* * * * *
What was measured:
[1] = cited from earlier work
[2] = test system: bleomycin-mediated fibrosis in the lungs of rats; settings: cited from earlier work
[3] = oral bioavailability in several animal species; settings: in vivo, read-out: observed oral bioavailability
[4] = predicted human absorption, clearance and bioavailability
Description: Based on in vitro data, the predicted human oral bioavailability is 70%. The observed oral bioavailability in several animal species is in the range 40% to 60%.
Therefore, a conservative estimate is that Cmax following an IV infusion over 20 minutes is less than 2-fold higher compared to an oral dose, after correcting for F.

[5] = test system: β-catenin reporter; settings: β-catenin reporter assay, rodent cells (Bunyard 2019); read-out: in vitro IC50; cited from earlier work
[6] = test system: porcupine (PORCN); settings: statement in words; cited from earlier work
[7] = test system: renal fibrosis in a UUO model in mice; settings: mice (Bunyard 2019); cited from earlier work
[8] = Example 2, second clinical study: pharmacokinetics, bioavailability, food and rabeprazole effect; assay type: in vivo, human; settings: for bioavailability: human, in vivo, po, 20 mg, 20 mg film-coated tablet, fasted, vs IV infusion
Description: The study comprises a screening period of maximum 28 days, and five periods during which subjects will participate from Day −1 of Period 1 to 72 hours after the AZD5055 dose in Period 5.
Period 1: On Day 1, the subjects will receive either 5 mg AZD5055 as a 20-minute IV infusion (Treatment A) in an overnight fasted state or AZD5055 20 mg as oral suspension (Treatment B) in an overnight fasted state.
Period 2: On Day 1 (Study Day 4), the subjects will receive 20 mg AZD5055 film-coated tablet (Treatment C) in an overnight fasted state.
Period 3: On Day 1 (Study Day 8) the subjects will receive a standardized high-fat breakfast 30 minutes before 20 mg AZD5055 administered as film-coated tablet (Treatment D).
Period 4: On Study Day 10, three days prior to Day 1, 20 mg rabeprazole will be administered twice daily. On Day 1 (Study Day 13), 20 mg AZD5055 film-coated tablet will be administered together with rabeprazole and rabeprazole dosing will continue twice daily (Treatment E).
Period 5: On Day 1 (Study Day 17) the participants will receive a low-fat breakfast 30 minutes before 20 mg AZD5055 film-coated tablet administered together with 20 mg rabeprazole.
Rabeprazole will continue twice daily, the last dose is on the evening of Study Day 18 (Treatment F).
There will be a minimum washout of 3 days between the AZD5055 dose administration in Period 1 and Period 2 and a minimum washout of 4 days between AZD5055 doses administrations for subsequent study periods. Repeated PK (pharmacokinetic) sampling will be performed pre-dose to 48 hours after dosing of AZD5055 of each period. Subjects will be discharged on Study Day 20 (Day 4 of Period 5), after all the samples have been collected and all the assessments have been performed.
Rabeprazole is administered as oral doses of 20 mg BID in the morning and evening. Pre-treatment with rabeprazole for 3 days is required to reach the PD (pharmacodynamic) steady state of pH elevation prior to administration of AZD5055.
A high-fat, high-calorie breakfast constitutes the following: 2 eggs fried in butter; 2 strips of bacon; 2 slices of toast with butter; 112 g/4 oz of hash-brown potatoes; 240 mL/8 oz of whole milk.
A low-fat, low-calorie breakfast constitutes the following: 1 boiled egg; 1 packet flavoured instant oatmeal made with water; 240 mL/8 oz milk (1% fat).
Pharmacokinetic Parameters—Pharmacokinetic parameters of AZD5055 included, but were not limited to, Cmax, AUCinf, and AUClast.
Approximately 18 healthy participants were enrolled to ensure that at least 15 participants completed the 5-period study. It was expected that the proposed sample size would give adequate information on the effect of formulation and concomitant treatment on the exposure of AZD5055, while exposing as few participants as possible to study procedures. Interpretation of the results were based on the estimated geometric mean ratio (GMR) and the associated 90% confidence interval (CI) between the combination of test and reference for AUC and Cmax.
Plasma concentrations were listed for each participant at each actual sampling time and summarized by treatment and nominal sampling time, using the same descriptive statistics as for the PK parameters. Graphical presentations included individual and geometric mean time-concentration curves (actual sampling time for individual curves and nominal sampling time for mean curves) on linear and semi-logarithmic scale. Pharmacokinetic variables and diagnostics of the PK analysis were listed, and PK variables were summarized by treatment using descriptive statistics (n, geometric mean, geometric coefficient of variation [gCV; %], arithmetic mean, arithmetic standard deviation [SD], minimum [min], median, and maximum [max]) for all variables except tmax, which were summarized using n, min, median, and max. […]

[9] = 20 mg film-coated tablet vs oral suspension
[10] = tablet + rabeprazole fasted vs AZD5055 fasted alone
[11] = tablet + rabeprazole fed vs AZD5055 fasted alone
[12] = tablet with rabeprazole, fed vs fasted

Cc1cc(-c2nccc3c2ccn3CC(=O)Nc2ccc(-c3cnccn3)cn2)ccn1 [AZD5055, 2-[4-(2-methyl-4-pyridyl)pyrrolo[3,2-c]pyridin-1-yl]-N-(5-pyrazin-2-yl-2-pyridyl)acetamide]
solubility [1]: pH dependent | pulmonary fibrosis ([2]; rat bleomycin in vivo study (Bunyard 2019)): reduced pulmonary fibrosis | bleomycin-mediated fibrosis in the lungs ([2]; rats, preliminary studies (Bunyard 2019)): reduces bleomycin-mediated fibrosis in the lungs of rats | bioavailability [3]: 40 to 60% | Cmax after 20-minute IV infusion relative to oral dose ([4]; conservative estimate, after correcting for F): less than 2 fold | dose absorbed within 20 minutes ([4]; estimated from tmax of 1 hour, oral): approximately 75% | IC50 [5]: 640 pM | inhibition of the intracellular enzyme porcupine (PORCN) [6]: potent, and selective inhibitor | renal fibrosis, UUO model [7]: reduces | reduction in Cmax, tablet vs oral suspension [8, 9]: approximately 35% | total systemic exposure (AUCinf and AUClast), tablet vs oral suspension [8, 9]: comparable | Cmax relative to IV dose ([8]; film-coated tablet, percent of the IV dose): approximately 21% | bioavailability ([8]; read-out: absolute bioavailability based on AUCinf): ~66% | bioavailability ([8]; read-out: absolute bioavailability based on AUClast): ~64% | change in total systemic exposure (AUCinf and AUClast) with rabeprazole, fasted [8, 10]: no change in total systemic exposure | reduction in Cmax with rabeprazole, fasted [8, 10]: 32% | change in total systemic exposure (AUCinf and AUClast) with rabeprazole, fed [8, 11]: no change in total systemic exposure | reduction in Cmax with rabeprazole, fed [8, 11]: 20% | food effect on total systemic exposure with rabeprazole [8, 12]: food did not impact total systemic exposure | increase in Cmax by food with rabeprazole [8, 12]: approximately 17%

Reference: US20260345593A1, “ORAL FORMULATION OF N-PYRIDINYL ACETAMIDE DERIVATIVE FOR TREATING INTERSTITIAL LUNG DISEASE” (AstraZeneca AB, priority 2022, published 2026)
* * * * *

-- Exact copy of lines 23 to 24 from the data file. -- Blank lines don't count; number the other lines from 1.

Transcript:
Pharmacokinetic Parameters—Pharmacokinetic parameters of AZD5055 included, but were not limited to, Cmax, AUCinf, and AUClast.
Approximately 18 healthy participants were enrolled to ensure that at least 15 participants completed the 5-period study. It was expected that the proposed sample size would give adequate information on the effect of formulation and concomitant treatment on the exposure of AZD5055, while exposing as few participants as possible to study procedures. Interpretation of the results were based on the estimated geometric mean ratio (GMR) and the associated 90% confidence interval (CI) between the combination of test and reference for AUC and Cmax.